I've always been confused between HTMLCollections, objects, and arrays when it comes to DOM. For instance...

  1. What is the difference between document.getElementsByTagName("td") and $("td")?
  2. $("#myTable") and $("td") are objects (jQuery objects). Why is console.log also showing the array of DOM elements beside them, and are they not objects and not an array?
  3. What is the elusive "NodeLists" all about, and how do I select one?

Please also provide any interpretation of the below script.

Thank you

{123:123,abc:"abc",321:321,cba:"cba"}=Object { 123=123, abc="abc", 321=321, more...}
Node= Node { ELEMENT_NODE=1, ATTRIBUTE_NODE=2, TEXT_NODE=3, more...}
document.links= HTMLCollection[a #, a #]
document.getElementById("myTable")= <table id="myTable">
document.getElementsByClassName("myRow")= HTMLCollection[tr.myRow, tr.myRow]
document.getElementsByTagName("td")= HTMLCollection[td, td, td, td]
$("#myTable")= Object[table#myTable]
$("td")= Object[td, td, td, td]

<!DOCTYPE html PUBLIC "-//W3C//DTD XHTML 1.0 Transitional//EN" "http://www.w3.org/TR/xhtml1/DTD/xhtml1-transitional.dtd"> 
<html xmlns="http://www.w3.org/1999/xhtml"> 
        <meta http-equiv="content-type" content="text/html; charset=ISO-8859-1" /> 
        <script src="http://code.jquery.com/jquery-latest.js" type="text/javascript"></script> 
        <script type="text/javascript">

        <a href="#">Link1</a>
        <a href="#">Link2</a>
        <table id="myTable">
            <tr class="myRow"><td>td11</td><td>td12</td></tr>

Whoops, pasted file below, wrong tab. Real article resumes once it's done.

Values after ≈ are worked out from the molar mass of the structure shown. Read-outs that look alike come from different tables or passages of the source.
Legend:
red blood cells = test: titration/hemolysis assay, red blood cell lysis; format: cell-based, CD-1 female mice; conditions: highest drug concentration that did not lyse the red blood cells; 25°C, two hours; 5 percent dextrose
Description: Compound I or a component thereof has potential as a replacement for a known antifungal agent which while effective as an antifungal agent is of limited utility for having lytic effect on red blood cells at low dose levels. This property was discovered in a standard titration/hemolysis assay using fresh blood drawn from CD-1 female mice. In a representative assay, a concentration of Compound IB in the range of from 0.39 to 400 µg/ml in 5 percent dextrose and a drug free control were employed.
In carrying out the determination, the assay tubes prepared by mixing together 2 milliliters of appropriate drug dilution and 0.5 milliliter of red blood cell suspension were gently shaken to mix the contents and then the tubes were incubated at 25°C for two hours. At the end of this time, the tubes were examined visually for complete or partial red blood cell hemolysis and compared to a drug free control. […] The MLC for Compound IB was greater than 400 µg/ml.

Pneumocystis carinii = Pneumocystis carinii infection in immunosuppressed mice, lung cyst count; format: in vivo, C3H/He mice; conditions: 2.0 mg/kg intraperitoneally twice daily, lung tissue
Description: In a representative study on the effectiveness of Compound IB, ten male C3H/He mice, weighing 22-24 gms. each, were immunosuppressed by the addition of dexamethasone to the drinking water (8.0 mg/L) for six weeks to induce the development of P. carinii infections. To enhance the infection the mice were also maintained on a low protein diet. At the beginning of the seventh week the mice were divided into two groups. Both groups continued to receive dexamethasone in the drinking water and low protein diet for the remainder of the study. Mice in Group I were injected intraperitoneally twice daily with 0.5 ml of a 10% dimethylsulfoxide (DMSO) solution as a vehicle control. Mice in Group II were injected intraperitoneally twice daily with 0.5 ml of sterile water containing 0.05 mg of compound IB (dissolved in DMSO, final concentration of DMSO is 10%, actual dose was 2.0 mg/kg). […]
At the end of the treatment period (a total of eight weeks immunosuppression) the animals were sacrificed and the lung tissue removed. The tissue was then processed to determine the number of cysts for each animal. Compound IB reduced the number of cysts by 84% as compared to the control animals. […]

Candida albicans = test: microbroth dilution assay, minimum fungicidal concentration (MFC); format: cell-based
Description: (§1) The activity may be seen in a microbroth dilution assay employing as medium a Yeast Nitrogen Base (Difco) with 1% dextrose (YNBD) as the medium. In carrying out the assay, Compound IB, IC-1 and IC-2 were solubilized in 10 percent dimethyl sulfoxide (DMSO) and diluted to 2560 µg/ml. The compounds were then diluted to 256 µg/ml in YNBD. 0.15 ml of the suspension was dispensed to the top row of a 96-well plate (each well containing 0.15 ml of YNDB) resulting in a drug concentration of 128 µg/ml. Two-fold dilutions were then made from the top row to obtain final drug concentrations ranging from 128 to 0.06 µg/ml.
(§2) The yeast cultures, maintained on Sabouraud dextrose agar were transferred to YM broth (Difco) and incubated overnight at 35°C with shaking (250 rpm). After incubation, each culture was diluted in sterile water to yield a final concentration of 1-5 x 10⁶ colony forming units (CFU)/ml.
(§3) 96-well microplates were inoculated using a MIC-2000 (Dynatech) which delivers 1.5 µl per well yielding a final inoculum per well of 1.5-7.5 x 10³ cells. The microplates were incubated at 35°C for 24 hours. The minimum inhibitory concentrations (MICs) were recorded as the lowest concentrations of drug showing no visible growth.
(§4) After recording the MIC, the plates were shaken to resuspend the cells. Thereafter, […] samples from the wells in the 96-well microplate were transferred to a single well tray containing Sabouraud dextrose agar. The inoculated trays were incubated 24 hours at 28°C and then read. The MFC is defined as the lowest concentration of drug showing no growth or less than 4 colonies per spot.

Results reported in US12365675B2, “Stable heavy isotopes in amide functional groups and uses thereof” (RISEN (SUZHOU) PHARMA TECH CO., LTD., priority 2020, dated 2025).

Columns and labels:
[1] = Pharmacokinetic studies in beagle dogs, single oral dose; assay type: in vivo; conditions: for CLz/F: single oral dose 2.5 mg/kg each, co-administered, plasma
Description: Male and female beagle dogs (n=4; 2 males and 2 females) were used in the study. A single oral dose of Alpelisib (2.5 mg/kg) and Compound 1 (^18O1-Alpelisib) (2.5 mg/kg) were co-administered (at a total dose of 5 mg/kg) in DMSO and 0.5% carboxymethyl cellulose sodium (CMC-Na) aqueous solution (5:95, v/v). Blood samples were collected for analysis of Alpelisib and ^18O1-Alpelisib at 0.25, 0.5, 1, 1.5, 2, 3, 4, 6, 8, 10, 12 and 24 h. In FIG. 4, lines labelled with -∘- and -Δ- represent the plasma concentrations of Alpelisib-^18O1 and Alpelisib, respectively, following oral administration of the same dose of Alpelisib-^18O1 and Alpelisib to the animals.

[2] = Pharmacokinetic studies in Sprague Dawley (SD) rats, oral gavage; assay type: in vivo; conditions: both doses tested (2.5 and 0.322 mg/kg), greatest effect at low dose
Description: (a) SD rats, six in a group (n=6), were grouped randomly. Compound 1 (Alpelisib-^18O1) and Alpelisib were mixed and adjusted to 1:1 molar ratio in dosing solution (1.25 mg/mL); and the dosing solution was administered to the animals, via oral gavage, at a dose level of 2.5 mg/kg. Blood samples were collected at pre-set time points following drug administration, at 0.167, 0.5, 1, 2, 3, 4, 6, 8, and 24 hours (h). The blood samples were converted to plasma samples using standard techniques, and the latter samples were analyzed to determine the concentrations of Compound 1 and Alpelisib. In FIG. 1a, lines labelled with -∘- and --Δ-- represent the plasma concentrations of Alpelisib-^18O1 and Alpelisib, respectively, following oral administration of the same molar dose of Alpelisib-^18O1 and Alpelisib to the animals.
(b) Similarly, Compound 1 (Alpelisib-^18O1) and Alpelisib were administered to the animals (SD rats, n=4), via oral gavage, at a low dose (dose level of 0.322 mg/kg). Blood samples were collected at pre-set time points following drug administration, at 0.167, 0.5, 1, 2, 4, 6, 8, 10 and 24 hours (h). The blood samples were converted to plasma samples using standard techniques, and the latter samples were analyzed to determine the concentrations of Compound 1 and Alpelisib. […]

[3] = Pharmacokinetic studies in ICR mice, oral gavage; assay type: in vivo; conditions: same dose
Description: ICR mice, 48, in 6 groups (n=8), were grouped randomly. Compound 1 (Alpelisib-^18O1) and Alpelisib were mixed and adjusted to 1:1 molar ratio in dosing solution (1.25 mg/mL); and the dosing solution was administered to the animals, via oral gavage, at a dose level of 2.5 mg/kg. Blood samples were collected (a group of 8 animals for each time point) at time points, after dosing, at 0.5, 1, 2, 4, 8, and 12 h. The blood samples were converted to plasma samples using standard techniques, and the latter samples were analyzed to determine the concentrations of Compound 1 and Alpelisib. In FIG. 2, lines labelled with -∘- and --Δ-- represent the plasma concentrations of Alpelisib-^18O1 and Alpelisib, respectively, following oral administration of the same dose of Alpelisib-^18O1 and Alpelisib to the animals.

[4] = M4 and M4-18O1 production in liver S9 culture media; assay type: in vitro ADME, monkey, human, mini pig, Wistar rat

<tr class="myRow"><td>td21</td><td>td22</td></tr>
  • I think I might add the following for posterity. (a) In modern JavaScript, a better comparison would be between document.querySelectorAll('td') and $('td'). (b) The fundamental difference is that jQuery works with its own type of object which contains, among other things, a numbered collection of HTML elements; this collection is none of the above, and the jQuery object is essentially a wrapper around the true DOM elements. – Manngo Nov 21 '17 at 7:11

First I will explain the difference between NodeList and HTMLCollection.

Both interfaces are collections of DOM nodes. They differ in the methods they provide and in the type of nodes they can contain. While a NodeList can contain any node type, an HTMLCollection is supposed to only contain Element nodes.
An HTMLCollection provides the same methods as a NodeList and additionally a method called namedItem.

Collections are always used when access has to be provided to multiple nodes, e.g. most selector methods (such as getElementsByTagName) return multiple nodes or getting a reference to all children (element.childNodes).

For more information, have a look at DOM4 specification - Collections.

What is the difference between document.getElementsByTagName("td") and $("td")?

getElementsByTagName is method of the DOM interface. It accepts a tag name as input and returns a HTMLCollection (see DOM4 specification).

$("td") is presumably jQuery. It accepts any valid CSS/jQuery selector and returns a jQuery object.

The biggest differences between standard DOM collections and jQuery selections is that DOM collections are typically live (not all methods return a live collection though), i.e. any changes to the DOM are reflected in the collections if they are affected. They are like a view on the DOM tree, whereas jQuery selections are snapshots of the DOM tree in the moment the function was called.

Why is console.log also showing the array of DOM elements beside them, and are they not objects and not an array?

jQuery objects are array-like objects, i.e. they have numeric properties and a length property (keep in mind that arrays are just objects themselves). Browsers tend to display arrays and array-like objects in a special way, like [ ... , ... , ... ].

What is the elusive "NodeLists" all about, and how do I select one?